Step Five: Reward your patient pooch!
While the process may not hurt your pet, there are very few dogs who would willingly submit to the procedure. Rewarding your pet will make it less of an ordeal for both of you.
Here is a video that shows how the process of dog ear plucking is done: Dog Ears – The Best Way to Clean and Remove Hair
Learning how to do dog-ear plucking of hair can help to keep your pet’s ears cleaner inside and help to ward off infections.
This process, if done correctly, should not hurt your dog. As always, when done, reward your pet so that they don’t mind the next session of cleaning.
How often should dogs get their ears cleaned?
You should be checking your dog’s ears once every week. Look for any sign of infection. At the same time, check to see how clean or dirty your dog’s ears are to determine when they need cleaning next.
Should I pluck my dog’s hair?
Some recommend plucking the dog’s hair from the inner ear when you are cleaning, and those who say it is not necessary. It is best to consult with your veterinarian to see if your breed of dog would benefit from plucking the dog’s hair.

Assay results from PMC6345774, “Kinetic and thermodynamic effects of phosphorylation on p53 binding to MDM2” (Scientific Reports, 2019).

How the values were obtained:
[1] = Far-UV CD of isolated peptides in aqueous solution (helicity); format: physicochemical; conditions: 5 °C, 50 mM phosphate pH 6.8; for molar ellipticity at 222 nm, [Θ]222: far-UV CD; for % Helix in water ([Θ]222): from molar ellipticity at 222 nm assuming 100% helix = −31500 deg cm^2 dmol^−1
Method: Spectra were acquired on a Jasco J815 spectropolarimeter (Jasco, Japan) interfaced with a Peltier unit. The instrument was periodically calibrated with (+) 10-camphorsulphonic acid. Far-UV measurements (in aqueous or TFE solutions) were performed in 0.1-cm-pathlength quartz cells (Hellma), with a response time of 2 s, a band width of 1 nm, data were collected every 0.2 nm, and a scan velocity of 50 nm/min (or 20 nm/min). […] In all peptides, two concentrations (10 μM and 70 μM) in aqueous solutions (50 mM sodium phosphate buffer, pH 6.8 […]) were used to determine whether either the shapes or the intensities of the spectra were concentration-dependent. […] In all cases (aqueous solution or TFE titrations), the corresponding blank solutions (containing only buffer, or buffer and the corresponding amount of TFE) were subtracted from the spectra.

How often should I pluck my dog’s ears?
Any dog with a significant amount of hair in its ears should have the hair plucked about every six weeks.
Besides preventing ear infections, are there any other reasons to pluck my dog’s ears?
Yes, there is an important reason to have the excess hair removed from your dog’s ears. Besides collecting dirt, debris, and earwax, having excess hair inhibits your vet from getting a good look at the ear canal.
If they have to take the extra steps to clean out the ear before examining your pet, it is more stressful for all concerned. Also, the ear will have a bit of redness after plucking, and that will make it more difficult for your vet to tell if the plucking causes the redness or if there is another problem.
Ian is an avid outdoorsman and dog lover. He lives in Central Florida with his wife Heather, and their 2 dogs – Panda (Purebread Rough Collie X English Golden Retriever) & Kuma (Blue Merl Purebread Rough Collie)